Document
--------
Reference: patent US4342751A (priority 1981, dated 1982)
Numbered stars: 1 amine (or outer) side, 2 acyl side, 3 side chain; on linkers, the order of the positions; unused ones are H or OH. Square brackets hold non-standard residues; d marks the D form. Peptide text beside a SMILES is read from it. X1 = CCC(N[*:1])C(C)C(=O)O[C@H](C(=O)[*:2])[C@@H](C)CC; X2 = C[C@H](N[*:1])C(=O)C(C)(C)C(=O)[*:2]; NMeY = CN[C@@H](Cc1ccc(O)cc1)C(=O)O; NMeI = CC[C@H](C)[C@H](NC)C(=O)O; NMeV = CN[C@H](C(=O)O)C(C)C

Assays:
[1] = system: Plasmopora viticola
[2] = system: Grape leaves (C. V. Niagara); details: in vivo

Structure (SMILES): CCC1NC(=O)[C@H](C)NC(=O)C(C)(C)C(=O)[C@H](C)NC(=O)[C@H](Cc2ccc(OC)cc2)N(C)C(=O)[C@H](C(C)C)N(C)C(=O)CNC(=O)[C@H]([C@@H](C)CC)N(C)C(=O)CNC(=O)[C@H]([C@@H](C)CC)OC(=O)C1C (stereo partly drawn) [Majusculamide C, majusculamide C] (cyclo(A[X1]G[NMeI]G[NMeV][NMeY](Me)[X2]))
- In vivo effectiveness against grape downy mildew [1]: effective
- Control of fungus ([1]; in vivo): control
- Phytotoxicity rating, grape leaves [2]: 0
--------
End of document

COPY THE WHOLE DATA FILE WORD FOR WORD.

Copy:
Reference: patent US4342751A (priority 1981, dated 1982)
Numbered stars: 1 amine (or outer) side, 2 acyl side, 3 side chain; on linkers, the order of the positions; unused ones are H or OH. Square brackets hold non-standard residues; d marks the D form. Peptide text beside a SMILES is read from it. X1 = CCC(N[*:1])C(C)C(=O)O[C@H](C(=O)[*:2])[C@@H](C)CC; X2 = C[C@H](N[*:1])C(=O)C(C)(C)C(=O)[*:2]; NMeY = CN[C@@H](Cc1ccc(O)cc1)C(=O)O; NMeI = CC[C@H](C)[C@H](NC)C(=O)O; NMeV = CN[C@H](C(=O)O)C(C)C

Assays:
[1] = system: Plasmopora viticola
[2] = system: Grape leaves (C. V. Niagara); details: in vivo

Structure (SMILES): CCC1NC(=O)[C@H](C)NC(=O)C(C)(C)C(=O)[C@H](C)NC(=O)[C@H](Cc2ccc(OC)cc2)N(C)C(=O)[C@H](C(C)C)N(C)C(=O)CNC(=O)[C@H]([C@@H](C)CC)N(C)C(=O)CNC(=O)[C@H]([C@@H](C)CC)OC(=O)C1C (stereo partly drawn) [Majusculamide C, majusculamide C] (cyclo(A[X1]G[NMeI]G[NMeV][NMeY](Me)[X2]))
- In vivo effectiveness against grape downy mildew [1]: effective
- Control of fungus ([1]; in vivo): control
- Phytotoxicity rating, grape leaves [2]: 0